His kidneys could not stand his body for they failed. His weekly battle with the dialysis machine was just that, man against machine and of course, the machine was in control. As the machine cleansed his blood of waste, it also cleansed his alma (soul) leaving it bitter and in disarray.

Was I close to my uncle?

No.

I did not like him. He favoured my light-skinned sisters with Spanish lessons and his version of Indian history. He was mean to me and spoke harshly to me and about me. He once accused my mom of jealousy towards her sister’s kids, for they were born with the wavy hair that refused taming with VO5. I was born with the kinky cotton kind of hair which mom coated with lye relaxer to control.

I hope my uncle, mi tío, is in a better place now. A place where there are no dialysis machines, where he does not have to endure living in his house with an ex-wife and her boyfriend because he refuses to sell and pay off the ex, where skin colour has no meaning and speaking Spanish is irrelevant. I hope the angels are soothing his soul or that karma will take pity on him when he returns.

Once, I could not stand my African hair and yearned to look Indian like my mother with her Indian features and Indian hair, soft as silk. But, God gave me what I was born with for a reason and I am grateful for his gentle everyday reminder of who I am and where I come from.

Emotional Pain

Pain-not the physical one but the emotional, deep down one that resonates from a memory of a conflict in which the receiver is left with the deposit of a throbbing, scorched, branded entity driven between the layers of the soul. And oh, so difficult to expel once its roots have found anchor.

Physical pain touches the internal or external surfaces of our bodies and produces a reaction.

A face will squeeze into a grimace, unstoppable tears flow, moaning, sighing, rocking back and forth, will dissolve once the pain ceases. Physical pain, on most occasions, leaves a visible mark for the trained and untrained eye to discover. It makes it presence known, outwardly or inwardly and arrogantly. It occurs with warning, sometimes without. It is unpredictable or predictable, quiet or loud. A simple aspirin may reduce its strength; a Vicodin will obliterate it.

Emotional pain.

Set to pounce, by way of a simple trigger, leading the soul into dark caverns without a flashlight, map or a tour guide. The bearer can easily present a smile to the world while the emotional pain carries out its silent torment inside.  It is a coward and adores sucking the fight out its intended victims. It is devious and rots away the foundation of the soul’s vibrancy and pulse. It strangles, suffocates and asphyxiates, leaving the soul disjointed, discombobulated and sucked dry like a prune in a vacuum-packed canister.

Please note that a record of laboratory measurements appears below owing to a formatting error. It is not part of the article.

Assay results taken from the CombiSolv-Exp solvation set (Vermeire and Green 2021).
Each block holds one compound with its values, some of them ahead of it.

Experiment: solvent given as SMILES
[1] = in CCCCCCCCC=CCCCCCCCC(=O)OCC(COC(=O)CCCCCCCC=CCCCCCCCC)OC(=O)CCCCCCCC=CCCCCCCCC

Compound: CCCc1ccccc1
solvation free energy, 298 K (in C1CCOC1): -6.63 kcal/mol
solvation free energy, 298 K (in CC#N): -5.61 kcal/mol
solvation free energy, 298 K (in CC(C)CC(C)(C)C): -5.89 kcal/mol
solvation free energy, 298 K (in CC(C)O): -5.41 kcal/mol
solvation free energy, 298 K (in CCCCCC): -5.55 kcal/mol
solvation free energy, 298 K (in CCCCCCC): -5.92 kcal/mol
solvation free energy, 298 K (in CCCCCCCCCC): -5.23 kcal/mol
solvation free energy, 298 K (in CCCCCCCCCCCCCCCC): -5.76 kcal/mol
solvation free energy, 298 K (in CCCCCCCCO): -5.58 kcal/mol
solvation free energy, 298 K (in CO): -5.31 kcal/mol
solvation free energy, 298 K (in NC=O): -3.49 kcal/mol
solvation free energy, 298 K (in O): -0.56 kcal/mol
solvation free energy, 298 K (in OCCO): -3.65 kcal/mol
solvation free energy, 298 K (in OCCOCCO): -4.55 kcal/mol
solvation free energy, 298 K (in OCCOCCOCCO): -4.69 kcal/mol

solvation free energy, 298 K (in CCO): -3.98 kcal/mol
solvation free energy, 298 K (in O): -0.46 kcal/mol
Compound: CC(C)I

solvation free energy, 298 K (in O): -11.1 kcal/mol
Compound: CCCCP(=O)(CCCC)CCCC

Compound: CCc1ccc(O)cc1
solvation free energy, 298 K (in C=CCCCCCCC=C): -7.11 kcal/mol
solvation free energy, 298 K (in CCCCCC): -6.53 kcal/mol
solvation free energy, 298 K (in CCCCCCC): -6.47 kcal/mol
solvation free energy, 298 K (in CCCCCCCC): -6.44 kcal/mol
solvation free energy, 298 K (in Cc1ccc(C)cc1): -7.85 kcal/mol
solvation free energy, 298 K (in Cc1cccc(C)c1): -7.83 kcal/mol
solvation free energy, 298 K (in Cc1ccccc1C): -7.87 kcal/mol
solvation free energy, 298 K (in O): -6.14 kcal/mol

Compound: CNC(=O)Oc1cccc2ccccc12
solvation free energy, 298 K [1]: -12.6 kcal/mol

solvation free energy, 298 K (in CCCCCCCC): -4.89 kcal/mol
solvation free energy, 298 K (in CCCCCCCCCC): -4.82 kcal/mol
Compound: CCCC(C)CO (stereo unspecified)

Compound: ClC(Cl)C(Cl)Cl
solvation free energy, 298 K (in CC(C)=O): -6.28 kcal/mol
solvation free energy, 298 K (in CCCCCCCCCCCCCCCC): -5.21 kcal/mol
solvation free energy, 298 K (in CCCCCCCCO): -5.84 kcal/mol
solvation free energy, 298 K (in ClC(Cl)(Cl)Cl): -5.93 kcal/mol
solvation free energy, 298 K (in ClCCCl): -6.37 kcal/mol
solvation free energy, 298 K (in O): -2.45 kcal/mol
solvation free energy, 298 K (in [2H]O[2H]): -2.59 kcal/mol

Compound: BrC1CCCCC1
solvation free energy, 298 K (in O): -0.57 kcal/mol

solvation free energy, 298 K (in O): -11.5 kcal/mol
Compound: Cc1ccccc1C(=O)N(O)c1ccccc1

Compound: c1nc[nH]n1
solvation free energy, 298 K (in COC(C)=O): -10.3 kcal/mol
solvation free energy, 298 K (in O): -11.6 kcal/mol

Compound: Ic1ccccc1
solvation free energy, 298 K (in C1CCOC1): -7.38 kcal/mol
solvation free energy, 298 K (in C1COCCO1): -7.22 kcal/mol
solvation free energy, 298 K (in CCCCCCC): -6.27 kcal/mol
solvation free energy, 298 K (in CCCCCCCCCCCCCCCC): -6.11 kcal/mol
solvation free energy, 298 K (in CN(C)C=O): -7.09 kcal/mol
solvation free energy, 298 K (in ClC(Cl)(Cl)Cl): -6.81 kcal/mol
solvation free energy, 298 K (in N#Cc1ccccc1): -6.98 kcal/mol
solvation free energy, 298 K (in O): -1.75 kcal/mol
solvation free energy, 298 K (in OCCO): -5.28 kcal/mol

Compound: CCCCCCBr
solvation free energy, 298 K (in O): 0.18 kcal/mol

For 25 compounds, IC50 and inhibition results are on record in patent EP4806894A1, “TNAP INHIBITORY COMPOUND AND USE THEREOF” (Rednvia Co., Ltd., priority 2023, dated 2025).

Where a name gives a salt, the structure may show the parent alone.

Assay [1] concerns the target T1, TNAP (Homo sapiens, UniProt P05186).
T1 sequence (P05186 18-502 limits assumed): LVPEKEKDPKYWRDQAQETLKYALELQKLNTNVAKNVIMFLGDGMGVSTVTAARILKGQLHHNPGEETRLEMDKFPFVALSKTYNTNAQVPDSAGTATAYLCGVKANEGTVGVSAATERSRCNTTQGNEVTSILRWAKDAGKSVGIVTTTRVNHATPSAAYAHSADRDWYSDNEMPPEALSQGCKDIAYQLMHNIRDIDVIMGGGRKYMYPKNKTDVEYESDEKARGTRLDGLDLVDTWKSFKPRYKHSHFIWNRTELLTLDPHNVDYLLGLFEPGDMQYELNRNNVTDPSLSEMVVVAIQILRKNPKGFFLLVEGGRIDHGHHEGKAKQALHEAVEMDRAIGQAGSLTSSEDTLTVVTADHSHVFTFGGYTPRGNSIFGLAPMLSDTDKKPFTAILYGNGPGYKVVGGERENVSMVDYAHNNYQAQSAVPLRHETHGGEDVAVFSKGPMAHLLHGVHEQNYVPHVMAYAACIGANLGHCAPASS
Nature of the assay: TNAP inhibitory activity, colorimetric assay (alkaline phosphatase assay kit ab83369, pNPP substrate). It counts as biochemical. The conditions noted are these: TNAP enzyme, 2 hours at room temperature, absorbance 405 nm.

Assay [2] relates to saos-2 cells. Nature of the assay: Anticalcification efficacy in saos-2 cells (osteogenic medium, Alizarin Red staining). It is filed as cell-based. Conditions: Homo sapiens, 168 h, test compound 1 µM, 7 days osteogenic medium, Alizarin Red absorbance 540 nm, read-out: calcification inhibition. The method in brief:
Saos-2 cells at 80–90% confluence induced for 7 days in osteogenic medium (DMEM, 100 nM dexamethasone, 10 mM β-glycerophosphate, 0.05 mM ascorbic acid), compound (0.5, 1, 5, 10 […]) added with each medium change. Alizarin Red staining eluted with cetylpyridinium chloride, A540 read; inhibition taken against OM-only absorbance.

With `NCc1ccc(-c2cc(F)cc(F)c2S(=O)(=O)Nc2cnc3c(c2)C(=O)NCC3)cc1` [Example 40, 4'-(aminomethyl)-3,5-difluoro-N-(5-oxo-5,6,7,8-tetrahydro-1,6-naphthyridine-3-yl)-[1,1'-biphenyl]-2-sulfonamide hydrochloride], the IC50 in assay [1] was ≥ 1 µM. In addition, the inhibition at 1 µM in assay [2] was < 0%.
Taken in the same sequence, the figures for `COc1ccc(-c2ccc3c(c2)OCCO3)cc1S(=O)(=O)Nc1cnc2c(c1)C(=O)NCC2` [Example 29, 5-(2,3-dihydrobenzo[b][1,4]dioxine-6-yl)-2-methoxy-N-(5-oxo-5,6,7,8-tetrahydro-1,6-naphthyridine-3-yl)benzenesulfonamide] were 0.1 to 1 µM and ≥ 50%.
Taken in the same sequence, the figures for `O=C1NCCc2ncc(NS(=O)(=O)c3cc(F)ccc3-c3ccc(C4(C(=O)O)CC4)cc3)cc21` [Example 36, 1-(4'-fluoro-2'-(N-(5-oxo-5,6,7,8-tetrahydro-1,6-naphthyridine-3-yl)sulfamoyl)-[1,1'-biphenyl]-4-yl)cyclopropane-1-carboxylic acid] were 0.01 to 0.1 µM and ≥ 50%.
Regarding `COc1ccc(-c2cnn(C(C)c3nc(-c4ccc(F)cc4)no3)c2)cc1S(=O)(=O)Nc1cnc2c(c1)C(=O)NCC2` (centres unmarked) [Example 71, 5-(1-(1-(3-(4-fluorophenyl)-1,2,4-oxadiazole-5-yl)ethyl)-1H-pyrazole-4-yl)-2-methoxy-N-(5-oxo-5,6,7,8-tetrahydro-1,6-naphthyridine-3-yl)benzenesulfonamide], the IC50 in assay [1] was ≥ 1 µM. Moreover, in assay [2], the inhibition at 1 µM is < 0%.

If a snap of my finger or the sucking of my lips (Jamaican style) could make the emotional pain disappear, I’d be moving forward right about now, skipping through the Long Meadow at Prospect Park and drinking ONE glass of wine a week, while aging gracefully with my weight in check.

But, no, it’s not that easy.

Analyzing, obsessive rumination, age, endless amounts of wine (preferable white) and most importantly FORGIVENESS helps at times to uproot the emotional pain from its anchor onto a more level field.  On other occasions, analyzing, obsessive rumination, age and endless amounts of wine (usually red) will impale FORGIVENESS and use it as fertilizer for the roots of emotional pain to attach deeper to the soul.

But, with darkness comes light…

With the help of therapy or alone, with a self-help book (New York Times bestseller) or a conversation with a close friend or stranger, healing emotional pain is possible.

Layer by layer or in a huge clump, dissected, torn to shreds or pieces, stomped out, extinguished or left to thaw out-emotional pain is healable.

Bring on the blow-torch and have the fire extinguisher nearby.

Change is a comin’ to my soul.

Self-medication or “What’s your vice?”

Self-medication as Wikipedia states is a term used to describe the use of drugs (including alcohol) or other self-soothing forms of behavior to treat untreated and often undiagnosed mental distress, stress and anxiety.”

At the mental health facility where I work part time, clients who suffer from various mental health issues abuse their antidepressant medications. As the abuse turns to recreational use, the dosage needed to dull the emotional or physical pain exceeds the psychiatrist’s recommendation.  Of course, the term self-medication applies to anyone who abuses prescription meds in order to self soothe. Seroquel, Zoloft, Cymbalta, Wellbutrin, Prozac- whatever-the euphoric high these meds can produce is worth the abuse.

Self-medication does not exclude alcohol or pain killers. The bingers, everydayers, the necessary one drink a day to the one bottle a dayers, the wine or beer consumers to the hard-core whiskey and ryers, gin and tequila without the lime on the siders-alcohol is accessible and cheaper than antidepressant meds. Of course there’s, Vicodin, Codeine, Percocet, Hydrocodone, 10mg, 50mg, 500mg or one tablet or two and taken sometimes with an alcoholic chaser and so readily prescribed when sustaining an injury or as post surgical candy.

Okay. Self-medication is bad.

Is it?

What about self-soothing?

There are those who indulge in self-soothing forms of behaviour without the use of psychotropic drugs. Such as, the super athletes’ addiction to endorphins and the caffeine junky who consumes six cups of coffee a day so their internal body cruise control can fly quickly through time. In addition, let us not forget the foodie who grabs snacks of the most comforting kind during all commercial breaks while chasing it down with Coke a Cola (the carbonated sugar drink not the white powder) because a relationship fizzled (just like the Coke). Or, the female chocoholic who downs a 12 piece assorted box of Godiva’s in fifteen minutes because of PMS. Caffeine, endorphins, sugar-the acceptable kinds of comfort foods or exercise, all, legal, accessible and coveted.

There is harm in overindulgence of the self-soothing kind. Obesity, physical ailments and injuries, diabetes, high blood pressure may arise from too much self-soothing while abuse, self-loathing ,self-medication can come from too little.

Too much of a bad thing is not good and too much of a good thing is bad. The goal of self-medication and self-soothing is to numb the pain, which makes everything that will be, okay. Appearances are misleading with the pain, the stress, the anxiety, the paranoia-yes this can go on-of everyday life which at times are unbearable to handle but can exist comfortably under  grey clouds of distortion infused by the vice (s) of our choice.

So, what’s your vice?